Sunday, March 07, 2010

Abrahamica manuscript

My book-length work A b r a h a m i c a addresses the three major faiths of Judaism, Christianity, and Islam. Collectively these are known as the Abrahamic religions. This endeavor necessarily focuses on the canonical scriptures honored by the three: the Hebrew Bible (or Tanakh, known to Christians as the Old Testament); the New Testament; and the Qur’an. In addition, there is attention to noncanonical texts, such as the so-called Intertestamental writings; Mishnah and Talmud; noncanonical gospels; and the Muslim Hadith collections. The study highlights motifs (precepts, doctrines, personalities, and legends) connecting the scriptures of all three traditions (intertextuality).

Deployment of the principles of the critical-historical approach is indispensable. This method, which has gone from strength to strength over the last 150 years, has demonstrated that many truisms religionists cherish about their faiths are in error. Perhaps the most disturbing finding is the nexus linking monotheism, intolerance, and violence. Unfortunately, optimistic schemes for reconciling the three, such as Henry Corbin’s Harmonia Abrahamica, are naive and ill-founded.

An overarching theme is the question of the historicity of the three major source collections. The short answer must be blunt: there is very little real history in any of them. They are basicly a series of "just-so" stories.

Still, one cannot simply throw the Abrahamic heritage out, bag and baggage, as the New Atheists would have us do. Abrahamic motifs have been--and still are--pervasive in Western civilization--as they are in every part of the world, with the significant exceptions of East Asia and the Hindu-Buddhist realms of South and Southeast Asia.

For many years I emphasized the positive deposit of this religious heritage in my college classes in art history, where its themes have inspired countless works of art--not to mention literature and music. Yet further research, conducted during my retirement, has revealed how problematic the role of the Abrahamic faiths has been. A b r a h a m i c a delineates this downside in necessary, though astringent detail.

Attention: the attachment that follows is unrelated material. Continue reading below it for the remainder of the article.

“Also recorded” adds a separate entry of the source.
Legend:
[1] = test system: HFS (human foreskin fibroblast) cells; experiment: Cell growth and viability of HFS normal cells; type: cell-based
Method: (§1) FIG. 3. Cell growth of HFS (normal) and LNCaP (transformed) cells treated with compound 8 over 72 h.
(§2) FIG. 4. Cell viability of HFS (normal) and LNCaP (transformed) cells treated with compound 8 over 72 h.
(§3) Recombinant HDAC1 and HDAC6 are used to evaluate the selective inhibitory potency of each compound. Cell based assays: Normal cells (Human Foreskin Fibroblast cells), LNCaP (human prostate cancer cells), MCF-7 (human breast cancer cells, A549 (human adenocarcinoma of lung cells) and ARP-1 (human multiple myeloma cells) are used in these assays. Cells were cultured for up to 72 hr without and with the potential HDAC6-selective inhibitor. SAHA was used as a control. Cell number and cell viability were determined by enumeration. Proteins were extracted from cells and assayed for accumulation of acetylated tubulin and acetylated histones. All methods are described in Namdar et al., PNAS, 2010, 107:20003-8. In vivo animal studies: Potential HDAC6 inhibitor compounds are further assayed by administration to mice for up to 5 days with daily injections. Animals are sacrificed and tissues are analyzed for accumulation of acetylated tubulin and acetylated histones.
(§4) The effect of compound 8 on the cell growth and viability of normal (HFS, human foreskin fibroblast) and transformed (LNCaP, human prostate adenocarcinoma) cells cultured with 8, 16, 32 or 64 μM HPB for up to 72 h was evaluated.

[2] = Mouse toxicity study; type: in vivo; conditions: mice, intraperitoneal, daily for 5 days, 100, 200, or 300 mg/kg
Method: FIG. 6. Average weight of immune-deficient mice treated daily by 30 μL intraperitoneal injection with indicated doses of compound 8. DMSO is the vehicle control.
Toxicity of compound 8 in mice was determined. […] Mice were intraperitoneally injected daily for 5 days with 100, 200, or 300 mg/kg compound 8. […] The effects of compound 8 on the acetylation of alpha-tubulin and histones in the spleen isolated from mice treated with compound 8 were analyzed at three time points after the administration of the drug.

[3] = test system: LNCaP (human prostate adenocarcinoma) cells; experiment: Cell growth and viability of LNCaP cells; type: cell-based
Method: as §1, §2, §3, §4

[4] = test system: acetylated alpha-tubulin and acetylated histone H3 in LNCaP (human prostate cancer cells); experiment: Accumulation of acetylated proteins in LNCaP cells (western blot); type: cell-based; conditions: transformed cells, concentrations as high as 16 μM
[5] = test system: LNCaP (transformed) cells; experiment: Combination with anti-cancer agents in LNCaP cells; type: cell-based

Many segments of the work appeared on this blog, before being integrated into their present, fuller context. I thank readers for their helpful comments. I am pleased that, while I work on perfecting the final version, the draft of Abrahamica (a very rough draft) is now avallable through the Internet.

The introductory page as well as chapters 1, 2, 3, 4. 5, and 6 have been posted at



Blogger Burk said...

"Perhaps the most disturbing finding is the nexus linking monotheism, intolerance, and violence. "

Jeez- color us surprised!

No need to throw out the art of scripture while we throw out belief and obeisance. No one worships Shakespeare, yet we love him all the same.

Good luck with your book, and congratulations!

5:01 PM  
Blogger Dyneslines said...

I thank Mr. Braun for his good wishes.

However, the comparison of the Bible with Shakespeare does not work very well. Most, perhaps all of Shakespeare is literature. By comparison, only a small portion of the Bible is worth reading, even in the original languages, as a product of literary art. The Bible is a vast amalgam of didactic material of all sorts, an assemblage not governed by aesthetic considerations. Of course there are a few rewards along the way, including some of the myths in Genesis, some of the Psalms, John's Gospel and so forth. But this material amounts only to a few oases in the whole. These respites are rare pauses in a dreary wasteland of almost measureless extent. Most of Scripture offers no aesthetic rewards at all.

6:38 AM  

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